Skip to Main Content
Structural lumber properties of hybrid poplarAuthor(s): David E. Kretschmann; J. G. Isebrands; Glen Stanosz; John R. Dramm; Adele Olstad; David Cole; Jay Samsel
Source: (Research paper FPL ; RP-573):8 p. : ill. ; 28 cm.
Publication Series: Research Paper (RP)
Station: Forest Products Laboratory
PDF: Download Publication (581 KB)
DescriptionThe Lake States of Michigan, Minnesota, and Wisconsin consist of 49.4 million hectares (122 million acres) of land, 19.8 million hectares (49 million acres) of which are forested, with 6% of those having been removed by law from timber production. Aspen (Populus tremuloides) is an important component of this resource. In recent years, a concern that the aspen cut will exceed its growth has surfaced. That is, Will the aspen supply be adequate to support the growing solid-wood, composite, and paper industries in the Lake States region? To satisfy the increased demand for forest products, it is expected that much of the future timber supply will be from improved trees grown on managed plantations. It is critical that the mechanical properties of this resource are clearly understood so that alternative uses of this material can be evaluated. A study was conducted using full-size lumber tests on 243 38- by 89-mm (2- by 4-in.; hereafter called 2 by 4as) boards cut, using two methods, from 50 logs to determine selected mechanical and physical properties of the Wisconsin-5 hybrid poplar clone. The material was either kiln dried or partially air dried followed by kiln drying. The 2 by 4as were assigned grades according to four grading rules: Light Framing, Structural Light Framing, Structural Lamination, and Machine Stress Rating. Results suggest that this poplar clone would produce visually graded material that is similar in properties and characteristics to the native aspen and cottonwood resource. Close to 65% of the material produced made grades of either Standard and better or No. 2. The Machine Stress Rating grade most likely to be produced from this material would be 1450f11.3E. To avoid excessive degrade as a result of warping during drying, this material should be dried in flitch form.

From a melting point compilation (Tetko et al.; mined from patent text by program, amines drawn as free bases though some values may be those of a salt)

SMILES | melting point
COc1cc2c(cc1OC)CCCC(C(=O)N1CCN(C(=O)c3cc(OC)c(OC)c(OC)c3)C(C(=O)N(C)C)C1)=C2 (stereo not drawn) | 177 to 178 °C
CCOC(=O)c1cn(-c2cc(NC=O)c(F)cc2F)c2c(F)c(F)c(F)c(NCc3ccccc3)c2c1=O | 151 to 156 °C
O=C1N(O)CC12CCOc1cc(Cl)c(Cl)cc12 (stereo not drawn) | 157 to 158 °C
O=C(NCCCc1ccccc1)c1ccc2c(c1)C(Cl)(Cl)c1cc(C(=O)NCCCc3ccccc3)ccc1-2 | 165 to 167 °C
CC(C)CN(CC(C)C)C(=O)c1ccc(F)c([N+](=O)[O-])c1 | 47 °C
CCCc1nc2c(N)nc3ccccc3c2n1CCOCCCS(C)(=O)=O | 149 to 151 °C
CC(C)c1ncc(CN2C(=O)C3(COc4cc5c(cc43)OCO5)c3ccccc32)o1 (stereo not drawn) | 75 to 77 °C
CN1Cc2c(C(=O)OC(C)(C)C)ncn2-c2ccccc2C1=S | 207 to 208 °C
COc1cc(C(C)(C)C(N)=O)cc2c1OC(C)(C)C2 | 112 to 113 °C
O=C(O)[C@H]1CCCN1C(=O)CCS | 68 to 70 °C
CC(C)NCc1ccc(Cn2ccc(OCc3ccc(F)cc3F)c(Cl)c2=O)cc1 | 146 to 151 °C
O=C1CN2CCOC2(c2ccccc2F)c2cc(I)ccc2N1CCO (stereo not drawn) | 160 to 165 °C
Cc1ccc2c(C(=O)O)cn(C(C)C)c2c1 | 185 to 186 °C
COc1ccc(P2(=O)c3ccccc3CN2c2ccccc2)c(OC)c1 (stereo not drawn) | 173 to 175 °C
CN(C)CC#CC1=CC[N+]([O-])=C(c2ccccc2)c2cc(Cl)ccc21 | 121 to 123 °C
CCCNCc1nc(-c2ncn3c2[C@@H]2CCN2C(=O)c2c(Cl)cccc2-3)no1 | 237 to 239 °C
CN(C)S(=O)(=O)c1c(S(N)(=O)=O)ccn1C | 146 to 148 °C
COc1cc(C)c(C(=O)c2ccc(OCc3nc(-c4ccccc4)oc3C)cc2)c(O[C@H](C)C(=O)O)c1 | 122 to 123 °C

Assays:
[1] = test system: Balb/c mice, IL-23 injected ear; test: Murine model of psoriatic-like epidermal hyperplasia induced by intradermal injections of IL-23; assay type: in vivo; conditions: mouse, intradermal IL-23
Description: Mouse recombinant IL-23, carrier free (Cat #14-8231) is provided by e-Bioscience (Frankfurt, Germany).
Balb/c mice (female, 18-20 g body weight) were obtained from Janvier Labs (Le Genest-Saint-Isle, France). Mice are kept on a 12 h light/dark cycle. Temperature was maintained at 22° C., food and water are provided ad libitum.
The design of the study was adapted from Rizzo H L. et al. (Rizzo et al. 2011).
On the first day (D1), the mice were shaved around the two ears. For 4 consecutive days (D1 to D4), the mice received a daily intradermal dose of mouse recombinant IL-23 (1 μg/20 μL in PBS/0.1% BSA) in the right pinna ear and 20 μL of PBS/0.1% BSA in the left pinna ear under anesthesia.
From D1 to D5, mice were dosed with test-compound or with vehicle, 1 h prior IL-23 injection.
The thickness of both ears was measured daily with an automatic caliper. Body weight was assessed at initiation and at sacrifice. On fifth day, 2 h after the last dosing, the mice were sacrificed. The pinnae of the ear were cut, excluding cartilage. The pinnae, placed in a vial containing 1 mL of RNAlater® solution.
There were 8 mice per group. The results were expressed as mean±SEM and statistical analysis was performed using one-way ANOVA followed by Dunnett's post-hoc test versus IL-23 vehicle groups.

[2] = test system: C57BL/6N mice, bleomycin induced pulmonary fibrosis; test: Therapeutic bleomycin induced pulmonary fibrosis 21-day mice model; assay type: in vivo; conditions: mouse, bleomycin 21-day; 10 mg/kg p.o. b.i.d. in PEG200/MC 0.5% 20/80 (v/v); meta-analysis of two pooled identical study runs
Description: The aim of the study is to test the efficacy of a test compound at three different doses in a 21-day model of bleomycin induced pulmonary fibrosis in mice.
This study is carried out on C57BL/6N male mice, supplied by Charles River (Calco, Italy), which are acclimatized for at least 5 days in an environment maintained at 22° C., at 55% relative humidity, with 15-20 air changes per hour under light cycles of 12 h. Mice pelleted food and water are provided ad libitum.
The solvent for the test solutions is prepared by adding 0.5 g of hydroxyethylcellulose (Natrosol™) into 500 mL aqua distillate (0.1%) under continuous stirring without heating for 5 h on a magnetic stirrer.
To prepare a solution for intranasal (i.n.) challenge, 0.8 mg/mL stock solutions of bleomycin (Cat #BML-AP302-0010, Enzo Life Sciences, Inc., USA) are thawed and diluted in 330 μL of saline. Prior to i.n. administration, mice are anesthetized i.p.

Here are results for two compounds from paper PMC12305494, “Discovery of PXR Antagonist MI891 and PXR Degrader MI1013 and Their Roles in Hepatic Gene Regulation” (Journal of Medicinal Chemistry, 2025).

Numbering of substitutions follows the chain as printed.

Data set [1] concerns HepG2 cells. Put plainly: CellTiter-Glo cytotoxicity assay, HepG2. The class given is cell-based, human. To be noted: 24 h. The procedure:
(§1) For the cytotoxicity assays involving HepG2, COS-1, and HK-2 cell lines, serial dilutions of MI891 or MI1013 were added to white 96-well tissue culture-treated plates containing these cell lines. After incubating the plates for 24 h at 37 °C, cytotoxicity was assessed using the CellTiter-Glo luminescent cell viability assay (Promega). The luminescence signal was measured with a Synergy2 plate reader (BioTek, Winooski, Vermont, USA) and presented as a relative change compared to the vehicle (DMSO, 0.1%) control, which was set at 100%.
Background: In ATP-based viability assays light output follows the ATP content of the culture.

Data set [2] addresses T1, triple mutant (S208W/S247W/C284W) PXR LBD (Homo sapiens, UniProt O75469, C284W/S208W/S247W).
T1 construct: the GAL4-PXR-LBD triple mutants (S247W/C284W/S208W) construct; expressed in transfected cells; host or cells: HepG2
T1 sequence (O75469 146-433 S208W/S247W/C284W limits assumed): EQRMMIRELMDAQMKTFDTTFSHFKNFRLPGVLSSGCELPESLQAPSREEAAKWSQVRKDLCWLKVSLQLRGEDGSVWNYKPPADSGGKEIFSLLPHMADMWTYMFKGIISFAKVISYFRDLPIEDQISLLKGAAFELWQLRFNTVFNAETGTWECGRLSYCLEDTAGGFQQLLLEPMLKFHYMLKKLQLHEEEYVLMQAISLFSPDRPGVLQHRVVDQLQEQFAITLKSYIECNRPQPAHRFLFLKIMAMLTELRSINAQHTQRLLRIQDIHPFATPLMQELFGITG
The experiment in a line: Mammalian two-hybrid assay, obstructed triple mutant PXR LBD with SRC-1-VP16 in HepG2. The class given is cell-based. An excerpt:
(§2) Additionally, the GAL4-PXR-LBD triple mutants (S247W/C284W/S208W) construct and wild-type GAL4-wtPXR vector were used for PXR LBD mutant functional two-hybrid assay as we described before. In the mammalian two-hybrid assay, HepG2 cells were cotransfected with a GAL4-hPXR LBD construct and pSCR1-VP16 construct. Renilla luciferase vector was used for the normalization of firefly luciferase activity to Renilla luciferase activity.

- We recommend that you also print this page and attach it to the printout of the article, to retain the full citation information.
- This article was written and prepared by U.S. Government employees on official time, and is therefore in the public domain.
CitationKretschmann, David E.; Isebrands, J. G..; Stanosz, Glen.; Dramm, John R.; Olstad, Adele.; Cole, David.; Samsel, Jay. Structural lumber properties of hybrid poplar. (Research paper FPL ; RP-573):8 p. : ill. ; 28 cm.
KeywordsPopulus, Lumber, Mechanical properties, Structural timbers
- Structural lumber properties of Wisconsin-5 hybrid poplar : [abstract]
- Allozyme and microsatellite data reveal small clone size and high genetic diversity in aspen in the southern Cascade Mountains
- Isoprene emission rates under elevated CO2 and O3 in two field-grown aspen clones differing in their sensitivity to O3
XML: View XML